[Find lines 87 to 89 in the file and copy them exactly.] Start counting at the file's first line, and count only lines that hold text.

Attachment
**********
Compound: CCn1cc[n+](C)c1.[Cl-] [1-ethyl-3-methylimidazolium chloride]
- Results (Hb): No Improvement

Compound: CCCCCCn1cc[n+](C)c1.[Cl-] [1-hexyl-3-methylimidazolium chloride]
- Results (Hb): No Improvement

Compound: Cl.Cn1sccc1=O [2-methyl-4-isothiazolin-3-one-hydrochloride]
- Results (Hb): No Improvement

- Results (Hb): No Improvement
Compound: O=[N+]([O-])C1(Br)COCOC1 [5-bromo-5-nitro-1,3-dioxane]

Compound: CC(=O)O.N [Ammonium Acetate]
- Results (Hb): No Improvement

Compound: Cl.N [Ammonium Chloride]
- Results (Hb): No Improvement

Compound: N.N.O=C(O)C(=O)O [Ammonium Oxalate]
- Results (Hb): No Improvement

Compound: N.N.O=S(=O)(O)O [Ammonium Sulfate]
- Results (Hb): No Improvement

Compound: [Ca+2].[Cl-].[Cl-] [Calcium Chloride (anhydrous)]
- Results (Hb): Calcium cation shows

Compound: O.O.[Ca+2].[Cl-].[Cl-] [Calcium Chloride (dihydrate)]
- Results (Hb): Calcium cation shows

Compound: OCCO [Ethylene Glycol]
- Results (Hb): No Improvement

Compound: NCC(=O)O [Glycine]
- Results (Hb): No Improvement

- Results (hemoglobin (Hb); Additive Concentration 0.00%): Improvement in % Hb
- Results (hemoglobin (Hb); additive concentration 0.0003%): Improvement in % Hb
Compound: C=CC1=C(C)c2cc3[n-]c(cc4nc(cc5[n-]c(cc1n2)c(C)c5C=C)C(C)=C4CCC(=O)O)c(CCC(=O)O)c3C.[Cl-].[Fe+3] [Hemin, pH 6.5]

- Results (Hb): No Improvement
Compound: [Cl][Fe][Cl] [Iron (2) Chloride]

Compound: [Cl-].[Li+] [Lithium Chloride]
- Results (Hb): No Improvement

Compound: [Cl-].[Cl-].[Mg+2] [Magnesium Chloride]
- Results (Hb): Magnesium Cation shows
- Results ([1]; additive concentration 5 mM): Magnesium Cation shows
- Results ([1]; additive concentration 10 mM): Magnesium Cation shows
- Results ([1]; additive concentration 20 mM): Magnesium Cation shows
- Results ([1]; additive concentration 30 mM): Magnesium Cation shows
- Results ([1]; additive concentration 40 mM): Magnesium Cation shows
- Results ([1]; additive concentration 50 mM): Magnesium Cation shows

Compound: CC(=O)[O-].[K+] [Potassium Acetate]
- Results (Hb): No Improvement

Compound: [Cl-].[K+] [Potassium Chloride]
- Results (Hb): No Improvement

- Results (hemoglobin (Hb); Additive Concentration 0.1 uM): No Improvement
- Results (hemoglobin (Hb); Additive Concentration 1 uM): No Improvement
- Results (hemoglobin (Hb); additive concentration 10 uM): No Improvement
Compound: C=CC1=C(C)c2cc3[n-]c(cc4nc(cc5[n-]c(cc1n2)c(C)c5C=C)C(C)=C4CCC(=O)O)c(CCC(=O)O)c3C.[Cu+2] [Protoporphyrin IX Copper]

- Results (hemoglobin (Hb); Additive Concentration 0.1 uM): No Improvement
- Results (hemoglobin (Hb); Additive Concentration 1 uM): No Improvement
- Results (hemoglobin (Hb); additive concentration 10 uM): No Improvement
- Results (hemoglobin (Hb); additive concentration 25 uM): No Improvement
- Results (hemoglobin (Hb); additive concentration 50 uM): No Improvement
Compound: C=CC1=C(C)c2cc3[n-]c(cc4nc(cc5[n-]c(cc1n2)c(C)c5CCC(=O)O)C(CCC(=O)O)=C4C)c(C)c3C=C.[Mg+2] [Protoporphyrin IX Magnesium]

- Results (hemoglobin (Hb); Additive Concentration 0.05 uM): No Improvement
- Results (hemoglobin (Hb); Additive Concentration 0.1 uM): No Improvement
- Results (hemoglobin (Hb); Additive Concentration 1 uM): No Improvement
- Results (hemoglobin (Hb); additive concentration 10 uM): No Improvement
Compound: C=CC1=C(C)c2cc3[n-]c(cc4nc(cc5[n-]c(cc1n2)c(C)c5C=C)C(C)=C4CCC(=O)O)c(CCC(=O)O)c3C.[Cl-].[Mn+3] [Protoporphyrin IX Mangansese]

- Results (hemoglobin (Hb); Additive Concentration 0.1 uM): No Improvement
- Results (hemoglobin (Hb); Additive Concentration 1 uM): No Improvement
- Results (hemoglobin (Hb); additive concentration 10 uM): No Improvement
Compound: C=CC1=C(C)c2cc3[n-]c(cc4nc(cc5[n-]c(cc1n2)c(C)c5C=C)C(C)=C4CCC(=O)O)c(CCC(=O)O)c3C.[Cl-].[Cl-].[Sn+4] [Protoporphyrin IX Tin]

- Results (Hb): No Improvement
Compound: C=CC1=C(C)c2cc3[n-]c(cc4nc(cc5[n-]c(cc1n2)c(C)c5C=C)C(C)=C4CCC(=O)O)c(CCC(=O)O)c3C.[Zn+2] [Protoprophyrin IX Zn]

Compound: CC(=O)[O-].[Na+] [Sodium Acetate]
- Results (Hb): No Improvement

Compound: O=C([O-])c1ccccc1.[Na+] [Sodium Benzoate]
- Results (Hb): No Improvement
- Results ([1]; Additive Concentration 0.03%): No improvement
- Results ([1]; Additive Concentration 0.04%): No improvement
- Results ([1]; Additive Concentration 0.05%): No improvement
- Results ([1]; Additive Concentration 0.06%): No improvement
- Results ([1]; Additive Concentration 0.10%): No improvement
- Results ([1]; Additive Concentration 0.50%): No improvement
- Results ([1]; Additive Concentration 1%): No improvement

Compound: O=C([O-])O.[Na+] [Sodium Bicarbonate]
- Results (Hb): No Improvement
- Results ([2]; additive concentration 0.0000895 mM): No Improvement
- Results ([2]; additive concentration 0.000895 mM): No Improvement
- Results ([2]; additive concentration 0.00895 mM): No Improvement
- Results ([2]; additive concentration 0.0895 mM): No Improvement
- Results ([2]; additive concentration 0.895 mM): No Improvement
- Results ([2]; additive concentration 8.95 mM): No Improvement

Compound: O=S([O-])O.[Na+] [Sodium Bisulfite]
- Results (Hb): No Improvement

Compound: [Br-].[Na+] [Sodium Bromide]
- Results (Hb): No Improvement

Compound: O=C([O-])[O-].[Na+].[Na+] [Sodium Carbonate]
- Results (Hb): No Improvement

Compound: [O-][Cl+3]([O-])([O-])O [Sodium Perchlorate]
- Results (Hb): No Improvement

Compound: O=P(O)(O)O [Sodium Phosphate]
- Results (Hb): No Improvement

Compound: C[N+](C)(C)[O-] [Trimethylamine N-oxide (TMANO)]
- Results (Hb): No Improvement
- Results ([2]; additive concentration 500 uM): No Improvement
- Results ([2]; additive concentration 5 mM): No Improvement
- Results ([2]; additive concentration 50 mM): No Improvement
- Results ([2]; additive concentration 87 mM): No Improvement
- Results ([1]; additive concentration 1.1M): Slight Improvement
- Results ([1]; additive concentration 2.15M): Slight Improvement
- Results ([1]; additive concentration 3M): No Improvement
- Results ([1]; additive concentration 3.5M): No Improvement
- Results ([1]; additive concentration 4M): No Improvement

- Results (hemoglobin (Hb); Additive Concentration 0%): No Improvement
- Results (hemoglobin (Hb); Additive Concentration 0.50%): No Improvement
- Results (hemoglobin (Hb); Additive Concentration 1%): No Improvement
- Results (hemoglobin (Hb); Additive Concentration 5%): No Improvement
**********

- Results (Hb): No Improvement

Compound: O=C([O-])[O-].[Na+].[Na+] [Sodium Carbonate]
- Results (Hb): No Improvement